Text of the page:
Photography in 'Bad' Light
There is no good and bad light. There's only light and it's up to use to choose to photograph subjects appropriate for the light available.
When the light is flat and dull we all become flat and dull ourselves. I had very much wanted to make a video about shooting exciting things in a strange city in winter sunshine. And because I happen to be in Reykjavík with a day to spare between Iceland workshops I thought Hallgrímskirkja church and its tower which can be seen from almost everywhere in the city would be perfect.
But the sky is dull, the light is flat and any shots of a big iconic landmark wouldn’t work with this kind of lighting. So what is there to photograph on a dull day? I thought it might be fun to wander down an ordinary street instead and set myself a challenge to see what shots could be found within 200 meters of where I’m staying.
The first thing to think about when shooting in dull light is not to try photographing anything that needs strong sunshine. Big subjects need big light to show off their shapes and colours, which is why I abandoned the church idea.
You must shoot subjects appropriate for the light you have available to you. If you’ve completed my 7 Building Blocks of Photography you’ll be familiar with this concept in Block 2 of the course. If not then maybe you should consider doing it.
If the light is dull, one way to make interesting images is to find something that’s got some colour and pleasing shape to it. And don’t include the sky if there’s no detail to it. Personally I like angles and graphic lines in city images so that’s what I’ve gone for.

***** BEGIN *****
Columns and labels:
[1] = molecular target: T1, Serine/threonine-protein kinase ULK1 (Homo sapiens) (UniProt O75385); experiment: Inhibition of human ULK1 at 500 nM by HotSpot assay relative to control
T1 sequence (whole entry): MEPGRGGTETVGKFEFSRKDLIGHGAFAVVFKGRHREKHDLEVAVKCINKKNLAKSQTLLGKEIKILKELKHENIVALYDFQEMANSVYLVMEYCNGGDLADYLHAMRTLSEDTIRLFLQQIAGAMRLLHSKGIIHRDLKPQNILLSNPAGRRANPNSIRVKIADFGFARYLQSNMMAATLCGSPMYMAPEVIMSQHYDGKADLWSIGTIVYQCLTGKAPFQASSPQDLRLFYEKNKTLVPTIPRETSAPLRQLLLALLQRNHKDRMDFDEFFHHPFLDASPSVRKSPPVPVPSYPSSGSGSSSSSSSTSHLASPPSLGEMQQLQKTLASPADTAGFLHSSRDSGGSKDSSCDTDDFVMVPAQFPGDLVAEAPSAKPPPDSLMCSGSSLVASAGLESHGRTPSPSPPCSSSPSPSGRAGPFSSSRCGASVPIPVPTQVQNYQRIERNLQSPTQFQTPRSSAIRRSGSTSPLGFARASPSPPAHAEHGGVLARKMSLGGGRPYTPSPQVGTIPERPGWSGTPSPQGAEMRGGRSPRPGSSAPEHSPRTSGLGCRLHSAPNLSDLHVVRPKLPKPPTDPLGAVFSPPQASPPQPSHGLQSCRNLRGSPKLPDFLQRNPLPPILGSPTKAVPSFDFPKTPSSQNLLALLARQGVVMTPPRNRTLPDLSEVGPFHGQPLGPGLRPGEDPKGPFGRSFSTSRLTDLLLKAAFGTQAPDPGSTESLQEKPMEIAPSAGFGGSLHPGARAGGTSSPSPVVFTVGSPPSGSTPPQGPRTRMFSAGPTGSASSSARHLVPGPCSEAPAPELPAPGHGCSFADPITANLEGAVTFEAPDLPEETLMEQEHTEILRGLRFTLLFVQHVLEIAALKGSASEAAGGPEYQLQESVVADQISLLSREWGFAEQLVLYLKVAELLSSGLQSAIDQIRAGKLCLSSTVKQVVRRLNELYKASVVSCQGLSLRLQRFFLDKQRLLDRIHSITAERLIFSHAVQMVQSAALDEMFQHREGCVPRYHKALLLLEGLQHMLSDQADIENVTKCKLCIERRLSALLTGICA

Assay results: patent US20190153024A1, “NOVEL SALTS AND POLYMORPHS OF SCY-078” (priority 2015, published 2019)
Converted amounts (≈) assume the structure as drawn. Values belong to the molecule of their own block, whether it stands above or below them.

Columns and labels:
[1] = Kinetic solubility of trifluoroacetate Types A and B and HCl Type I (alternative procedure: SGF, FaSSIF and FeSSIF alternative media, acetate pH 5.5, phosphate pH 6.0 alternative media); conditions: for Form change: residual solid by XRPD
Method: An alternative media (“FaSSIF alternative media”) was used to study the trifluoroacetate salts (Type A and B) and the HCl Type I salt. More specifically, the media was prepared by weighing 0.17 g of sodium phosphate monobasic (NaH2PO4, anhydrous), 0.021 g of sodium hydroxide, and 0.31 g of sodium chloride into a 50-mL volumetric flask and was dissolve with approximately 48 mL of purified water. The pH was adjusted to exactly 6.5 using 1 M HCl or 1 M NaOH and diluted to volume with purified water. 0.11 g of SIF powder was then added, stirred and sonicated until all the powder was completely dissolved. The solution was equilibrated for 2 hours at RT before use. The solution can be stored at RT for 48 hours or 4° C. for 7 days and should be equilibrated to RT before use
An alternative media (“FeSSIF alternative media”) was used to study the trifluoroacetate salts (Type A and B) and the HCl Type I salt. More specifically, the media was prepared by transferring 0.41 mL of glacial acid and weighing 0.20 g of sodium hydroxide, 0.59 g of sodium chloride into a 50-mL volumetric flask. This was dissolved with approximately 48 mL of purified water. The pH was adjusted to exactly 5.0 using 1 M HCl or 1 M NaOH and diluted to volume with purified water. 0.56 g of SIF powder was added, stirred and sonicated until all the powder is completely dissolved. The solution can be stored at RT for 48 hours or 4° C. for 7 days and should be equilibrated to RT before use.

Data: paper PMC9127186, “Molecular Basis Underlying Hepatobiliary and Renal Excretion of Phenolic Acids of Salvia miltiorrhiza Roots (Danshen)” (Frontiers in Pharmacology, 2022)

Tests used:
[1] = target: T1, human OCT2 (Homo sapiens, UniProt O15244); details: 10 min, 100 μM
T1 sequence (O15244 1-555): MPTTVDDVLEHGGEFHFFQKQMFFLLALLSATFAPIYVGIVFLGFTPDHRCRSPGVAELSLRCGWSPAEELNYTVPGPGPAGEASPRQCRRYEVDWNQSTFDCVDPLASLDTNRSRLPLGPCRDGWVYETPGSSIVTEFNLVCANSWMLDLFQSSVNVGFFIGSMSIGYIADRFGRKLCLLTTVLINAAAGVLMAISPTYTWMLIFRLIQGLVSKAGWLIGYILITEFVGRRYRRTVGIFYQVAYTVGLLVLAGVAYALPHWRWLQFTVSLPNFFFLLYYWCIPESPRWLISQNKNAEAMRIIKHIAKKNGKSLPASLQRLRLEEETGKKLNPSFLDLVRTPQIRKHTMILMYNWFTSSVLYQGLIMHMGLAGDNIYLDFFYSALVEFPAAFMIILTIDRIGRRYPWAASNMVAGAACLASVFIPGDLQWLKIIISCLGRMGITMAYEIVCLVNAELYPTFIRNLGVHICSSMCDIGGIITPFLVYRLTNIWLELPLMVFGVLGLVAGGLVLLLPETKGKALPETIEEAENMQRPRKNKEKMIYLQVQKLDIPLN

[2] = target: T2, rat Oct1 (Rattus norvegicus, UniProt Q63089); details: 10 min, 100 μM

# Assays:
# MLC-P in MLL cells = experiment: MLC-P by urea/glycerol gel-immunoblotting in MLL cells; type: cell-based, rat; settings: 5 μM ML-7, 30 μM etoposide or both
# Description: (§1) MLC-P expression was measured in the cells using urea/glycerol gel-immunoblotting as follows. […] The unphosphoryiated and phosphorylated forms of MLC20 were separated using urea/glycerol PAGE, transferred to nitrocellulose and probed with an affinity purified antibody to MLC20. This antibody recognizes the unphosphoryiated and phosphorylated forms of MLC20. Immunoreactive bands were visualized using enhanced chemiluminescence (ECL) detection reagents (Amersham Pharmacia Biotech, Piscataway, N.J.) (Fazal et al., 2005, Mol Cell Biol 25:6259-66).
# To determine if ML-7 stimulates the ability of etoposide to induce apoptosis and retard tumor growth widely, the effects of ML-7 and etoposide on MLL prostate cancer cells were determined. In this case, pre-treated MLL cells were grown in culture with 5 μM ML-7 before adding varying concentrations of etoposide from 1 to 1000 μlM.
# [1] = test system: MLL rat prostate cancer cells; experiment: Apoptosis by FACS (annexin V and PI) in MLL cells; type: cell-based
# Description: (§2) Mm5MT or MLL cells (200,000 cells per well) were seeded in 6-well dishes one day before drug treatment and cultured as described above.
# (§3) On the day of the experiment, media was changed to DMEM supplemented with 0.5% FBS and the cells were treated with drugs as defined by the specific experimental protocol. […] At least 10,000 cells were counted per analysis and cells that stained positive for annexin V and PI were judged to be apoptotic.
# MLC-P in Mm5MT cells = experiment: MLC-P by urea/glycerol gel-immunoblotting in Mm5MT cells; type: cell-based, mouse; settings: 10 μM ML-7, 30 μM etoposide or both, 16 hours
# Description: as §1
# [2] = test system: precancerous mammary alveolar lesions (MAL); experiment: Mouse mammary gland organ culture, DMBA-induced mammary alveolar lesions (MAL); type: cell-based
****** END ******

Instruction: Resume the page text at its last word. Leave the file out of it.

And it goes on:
When the light is perfect for the subject you can sometimes get away with a composition that’s a bit sloppy because light is king. When the light’s ‘bad’ you have to take more care and think about what needs to be done.
Look all around the viewfinder as you compose an image to make sure everything lines up and is where you want it in the frame. You should be doing this anyway but good clean composition is especially important when you don’t have great light to fall back on.
It’s also important to think about what I call the 8th Building Block of Photography, post production work done in Lightroom or Photoshop. By pre-visualising and planning what you will do in post before you capture, you can maximise an image’s impact to the full.
I’m working on my 8th Block of Photography course which goes deep into pre-visualising and planning for all kinds of situations. It will be completed sometime late in 2015.
After 7 Blocks of Photography I (try to) make sure that everything is ok before I press the shutter button. Before it was too much the case that either the exposure was not correct or the composition could be better (I knew about the rule of thirds, but I was so fixed on it, that I did not look around the edges of the frame).